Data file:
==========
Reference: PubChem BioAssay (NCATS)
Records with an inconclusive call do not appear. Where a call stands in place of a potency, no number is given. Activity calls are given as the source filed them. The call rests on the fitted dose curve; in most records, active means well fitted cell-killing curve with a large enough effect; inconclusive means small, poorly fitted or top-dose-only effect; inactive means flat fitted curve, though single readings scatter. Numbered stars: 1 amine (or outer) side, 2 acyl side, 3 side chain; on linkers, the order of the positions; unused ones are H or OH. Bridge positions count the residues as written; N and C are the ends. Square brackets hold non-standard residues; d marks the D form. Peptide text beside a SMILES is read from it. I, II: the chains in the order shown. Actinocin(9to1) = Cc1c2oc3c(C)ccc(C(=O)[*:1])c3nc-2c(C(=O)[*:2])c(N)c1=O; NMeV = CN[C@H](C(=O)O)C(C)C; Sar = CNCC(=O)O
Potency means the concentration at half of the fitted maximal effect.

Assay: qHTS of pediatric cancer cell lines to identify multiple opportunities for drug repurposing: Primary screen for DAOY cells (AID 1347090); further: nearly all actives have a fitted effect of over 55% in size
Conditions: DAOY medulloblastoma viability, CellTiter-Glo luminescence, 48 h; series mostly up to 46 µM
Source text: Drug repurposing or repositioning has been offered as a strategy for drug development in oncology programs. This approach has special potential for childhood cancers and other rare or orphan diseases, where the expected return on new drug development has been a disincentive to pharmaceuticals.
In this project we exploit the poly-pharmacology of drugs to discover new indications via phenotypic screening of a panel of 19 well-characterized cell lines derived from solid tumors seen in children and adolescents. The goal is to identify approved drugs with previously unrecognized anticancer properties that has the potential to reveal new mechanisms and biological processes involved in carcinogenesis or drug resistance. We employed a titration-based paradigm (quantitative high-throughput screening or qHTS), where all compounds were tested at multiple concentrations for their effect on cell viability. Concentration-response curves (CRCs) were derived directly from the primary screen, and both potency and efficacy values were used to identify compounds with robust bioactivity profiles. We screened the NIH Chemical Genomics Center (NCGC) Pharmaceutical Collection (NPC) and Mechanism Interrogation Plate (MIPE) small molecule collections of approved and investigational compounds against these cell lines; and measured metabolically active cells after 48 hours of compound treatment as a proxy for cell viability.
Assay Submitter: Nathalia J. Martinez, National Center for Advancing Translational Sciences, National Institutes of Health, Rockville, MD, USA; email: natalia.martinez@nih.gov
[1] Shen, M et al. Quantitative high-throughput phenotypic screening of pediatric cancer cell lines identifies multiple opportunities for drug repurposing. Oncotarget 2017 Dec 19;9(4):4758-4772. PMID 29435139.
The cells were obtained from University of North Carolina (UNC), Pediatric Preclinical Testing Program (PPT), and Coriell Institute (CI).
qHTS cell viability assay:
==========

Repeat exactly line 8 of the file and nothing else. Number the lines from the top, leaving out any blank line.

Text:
Assay Submitter: Nathalia J. Martinez, National Center for Advancing Translational Sciences, National Institutes of Health, Rockville, MD, USA; email: natalia.martinez@nih.gov